In my family, I'm the odd one out. My parents see property investments as their pension. My brother sees property investments as his pension. My cousins see property investments as their pension.
I'm the only one, as far as I know, who favours stock market investments over property investments. And this is despite the fact that most of my personal retirement funds came from some lucky timing in the property market between 1995 and 2005.
Although I don't think one is necessarily better than the other, I do think stock market investors can learn a lot from their property investing counterparts.
Specifically, there are four things stock market investors should do to make themselves more like property investors:
1: Don't Focus On Short-term Price Fluctuations
Here's a good example of too much attention paid to short-term price movements:
During the financial crisis, the FTSE 100's market price fell by about 50%. To some extent, it fell because large numbers of investors sold their shares simply because they were worried about further price declines.
In the UK property market, this scale of knee-jerk panic-selling just did not happen.
As far as I can tell, most property investors were happy to hold onto a property as long as it remained cash-flow positive (i.e. rental income exceeds mortgage expenses), or something close to it.
Property investors who held fast during the crisis were acting like true investors. They focused on the fact that property prices are very likely to go up in the long-term, and that helped them to largely ignore short-term price declines (yes, property prices can go down in the short term).
Stock market investors who sold purely because prices were falling were acting more like speculators; buying and holding while prices were going up but running for the hills when prices started going down.
And I'm not being judgemental because running for the hills is exactly what I did in the earlier 2000-2003 bear market.
But that was a mistake, just as it was a mistake for stock market investors to panic-sell in the 2008-2009 crash or the recent 'correction' of early 2018.
2: Do Focus On The Underlying Investment And Its Long-term Prospects
For property investors this is easy.
Properties are concrete (sometimes literally), and in most cases, you can see them and even touch them, so they're easy to picture in your mind as the thing you're actually invested in.
But what about the price you could buy or sell a property for on any given day? It simply doesn't exist.
Okay, you could ask Bob down the pub how much he'd buy your house for today, but how far below 'fair value' would the price have to be to get that sort of quick sale?
So, the daily price of a house is effectively abstract; it's invisible and there's no easy way to discover it, so most property investors don't think about it.
For stock market investors, it's the other way around.
Companies are an abstract legal entity; you can't see or touch them. You can visit a company's head office or factory, but that's not the same thing.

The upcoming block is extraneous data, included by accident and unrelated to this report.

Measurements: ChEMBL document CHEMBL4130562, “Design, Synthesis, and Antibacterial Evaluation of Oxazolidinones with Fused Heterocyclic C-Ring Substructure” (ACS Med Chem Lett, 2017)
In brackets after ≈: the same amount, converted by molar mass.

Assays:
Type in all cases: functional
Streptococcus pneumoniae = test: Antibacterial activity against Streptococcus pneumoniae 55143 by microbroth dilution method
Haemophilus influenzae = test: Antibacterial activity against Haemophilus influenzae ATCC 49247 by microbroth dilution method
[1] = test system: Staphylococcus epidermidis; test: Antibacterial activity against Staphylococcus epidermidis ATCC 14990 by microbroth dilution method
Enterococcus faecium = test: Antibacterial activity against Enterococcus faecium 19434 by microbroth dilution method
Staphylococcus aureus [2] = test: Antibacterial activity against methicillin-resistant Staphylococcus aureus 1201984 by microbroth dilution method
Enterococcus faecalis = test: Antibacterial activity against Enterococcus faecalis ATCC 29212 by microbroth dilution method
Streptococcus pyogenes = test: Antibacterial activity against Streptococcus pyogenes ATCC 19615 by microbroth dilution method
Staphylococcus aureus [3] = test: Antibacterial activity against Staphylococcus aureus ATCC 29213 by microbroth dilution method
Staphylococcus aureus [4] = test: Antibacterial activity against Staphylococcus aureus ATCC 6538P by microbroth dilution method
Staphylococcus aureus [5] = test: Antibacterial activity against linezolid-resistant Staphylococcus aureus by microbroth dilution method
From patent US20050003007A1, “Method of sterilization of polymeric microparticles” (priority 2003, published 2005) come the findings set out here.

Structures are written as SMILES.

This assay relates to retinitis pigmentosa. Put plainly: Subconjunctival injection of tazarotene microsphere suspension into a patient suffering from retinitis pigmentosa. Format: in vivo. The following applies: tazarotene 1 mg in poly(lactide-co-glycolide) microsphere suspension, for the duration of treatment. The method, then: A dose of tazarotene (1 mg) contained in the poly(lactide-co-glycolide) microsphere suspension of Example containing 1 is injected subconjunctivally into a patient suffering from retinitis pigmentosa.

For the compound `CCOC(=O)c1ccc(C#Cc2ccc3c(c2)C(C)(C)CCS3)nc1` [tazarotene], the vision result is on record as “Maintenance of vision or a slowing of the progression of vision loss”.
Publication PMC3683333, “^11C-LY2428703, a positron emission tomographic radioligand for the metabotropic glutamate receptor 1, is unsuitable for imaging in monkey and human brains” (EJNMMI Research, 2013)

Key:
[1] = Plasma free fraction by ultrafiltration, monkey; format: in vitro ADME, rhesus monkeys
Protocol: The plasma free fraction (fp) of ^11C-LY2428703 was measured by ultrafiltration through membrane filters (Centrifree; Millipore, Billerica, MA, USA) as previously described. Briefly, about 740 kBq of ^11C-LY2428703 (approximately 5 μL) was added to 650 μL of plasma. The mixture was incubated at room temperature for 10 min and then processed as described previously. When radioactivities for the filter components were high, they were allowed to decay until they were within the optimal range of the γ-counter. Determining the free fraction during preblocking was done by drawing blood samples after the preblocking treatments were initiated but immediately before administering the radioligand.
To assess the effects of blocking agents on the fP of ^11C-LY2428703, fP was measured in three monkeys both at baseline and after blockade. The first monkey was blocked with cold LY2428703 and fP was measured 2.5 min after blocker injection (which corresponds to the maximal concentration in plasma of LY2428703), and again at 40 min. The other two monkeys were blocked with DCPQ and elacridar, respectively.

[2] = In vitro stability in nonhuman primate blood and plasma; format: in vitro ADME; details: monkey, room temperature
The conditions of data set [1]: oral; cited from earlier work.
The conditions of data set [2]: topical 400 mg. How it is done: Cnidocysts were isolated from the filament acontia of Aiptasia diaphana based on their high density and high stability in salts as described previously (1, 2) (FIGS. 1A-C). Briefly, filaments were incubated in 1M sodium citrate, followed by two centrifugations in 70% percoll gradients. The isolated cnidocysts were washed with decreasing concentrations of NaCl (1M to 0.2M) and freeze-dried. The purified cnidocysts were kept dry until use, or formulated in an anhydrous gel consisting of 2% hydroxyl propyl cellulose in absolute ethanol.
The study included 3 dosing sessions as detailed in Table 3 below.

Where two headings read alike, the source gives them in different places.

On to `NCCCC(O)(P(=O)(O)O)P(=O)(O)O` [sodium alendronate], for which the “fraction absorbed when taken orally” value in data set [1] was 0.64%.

Share prices are what people see as concrete. You can watch the market price of a listed company go up and down on a screen all day long. You can even buy or sell a piece of that company at that exact price, with just the click of a button.
That's why so many stock market investors become accidental speculators.
They focus on short-term share price fluctuations which they can see and even touch on screen, and they pay more attention to those price fluctuations than they do the actual companies they're invested in.
3: Ignore The Market Most Of The Time
Treat the stock market and market prices as they were meant to be treated: As a market.
You go to the market, buy what you want, then you leave.
So, when you have some cash to invest, go to the stock market, buy a good company at a good price, and then leave.
Don't keep looking back at the market to see what other people think your investment is worth.
And if the market price of one of your investments drops by 50%, all that means is that one investor was selling at that price while another was buying. So which of these anonymous investors should you trust? The answer, of course, is neither.
You must trust your own judgement, not the market's.
After all, if you'd bought the company outright, there would be no daily share price to watch, just as there is no daily market price for a house.
You would own the business and its management team would send you annual and interim reports outlining the company's recent results and their plans and vision for its future.
Other than reading those results, there would be nothing to do and no market price to worry about.
And that is as it should be.
4: Relax, Put Your Feed Up And Do The Occasional Spot Of Gardening
Instead of worrying about which of your stocks have gone up and which have gone down, do as property investors do:
Spend 99% of your time sitting on your metaphorical backside, letting your carefully chosen investments do the work of generating long-term capital and income growth.
Spend the rest of your time (perhaps one day each month) on some low-effort investment gardening, occasionally trimming back fast-growing investments and replacing weedy-investments with more attractive and robust alternatives.